Who Would Do This, AT&T?

If I were crazy pissed at AT&T, I might take 20 minutes to tell them about it. But even then, I’d probably just think “Screw it, you don’t deserve this knowledge”.

Recently, I switched my cellular service away from AT&T (née Cingular née Cellular One). I was a bit nervous about this process, as I’d heard horror stories from folks who had rough times transferring their cell numbers years back. Fortunately, the process was fast and easy. In just a few minutes, I was all set with my new carrier. If you’re thinking of switching, it’s quite painless and likely worth your while.

Apparently, AT&T wasn’t quite so ready to move on from me, however. Today, I received an email with the subject line “AT&T would like your opinion!”. I’m sure they would. It would surely be valuable for AT&T to know why a customer of nearly two decades has decided to move on. Given that, this email is rather confounding.

It begins with this:

An email opening that says “Dear Former AT&T Customer”

When I read a greeting like “Dear Former AT&T Customer”, I feel all warm and fuzzy inside. I can tell I’m truly appreciated by the way they didn’t even address me by name. It makes me excited to see just what this email is all about.

Text stating “AT&T needs input from former customers like you regarding the cancellation of your AT&T Wireless service.”

AT&T doesn’t just want my input, it needs it, perhaps for its very survival as a business. Why on earth I should care about what the massive corporation I no longer use for cellular service “needs” is beyond me. Still, I appreciate the fact that they’ve told me how important this is to them, because it’s always nice to have leverage.

Further text stating “As a former customer, your opinion is very important to us. We’d like to ask you to participate in a survey of approximately 20 minutes.”

20 minutes! That’s one hell of a request. AT&T, do you think we’re friends? We are not friends. 2 minutes would be asking a lot, and 20 is beyond excessive.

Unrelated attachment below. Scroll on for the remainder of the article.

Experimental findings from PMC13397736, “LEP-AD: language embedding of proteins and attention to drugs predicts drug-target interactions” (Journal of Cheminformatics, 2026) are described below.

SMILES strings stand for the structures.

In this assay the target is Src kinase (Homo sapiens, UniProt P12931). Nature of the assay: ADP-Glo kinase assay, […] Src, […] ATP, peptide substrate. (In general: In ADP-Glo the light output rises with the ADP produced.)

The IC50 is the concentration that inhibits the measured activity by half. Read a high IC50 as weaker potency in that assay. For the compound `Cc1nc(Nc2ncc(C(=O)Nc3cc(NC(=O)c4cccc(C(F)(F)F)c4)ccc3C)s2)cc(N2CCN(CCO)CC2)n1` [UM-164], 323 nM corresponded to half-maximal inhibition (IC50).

I should’ve stopped reading right there, but I thought maybe there’d be a reason to continue. Given how important the information they’re asking for is to them, and the fact that it’s going to take quite awhile to provide it, surely they’ll make it worth my while. For, say, a $100 Visa gift card, I could take 20 minutes to tell AT&T how they lost me as a customer.

Further text reading “This survey is being conducted by Burke, Inc., an independent research firm, on behalf of AT&T. Your participation is completely voluntary and no one will try to sell you anything as a result. We appreciate your participation and encourage an early response, as the survey is only open for a limited time. Thank you in advance for your feedback and participation!”

Oh. Wow. They took the time to rather ludicrously assure me that this is voluntary. They made sure to note that I won’t get upsold. They even urged me to act fast on this not-exciting-in-the-least offer, so I can get my answers in before the survey closes. Finally, they thanked me in advance, with a few hollow words. What they didn’t do was offer any compensation, nor even a reason for why I would spend 20 minutes completing this survey for them.

As you can no doubt guess, I didn’t. Instead, I took that time to write this post mocking AT&T. It helpfully provides feedback about their survey request, and they’re welcome to read it for free. What can I say? I’m a giver.

As far as the information on why I switched providers though? For that, they’ll have to pony up. AT&T, I encourage a prompt response, as the cost of my time is only going up.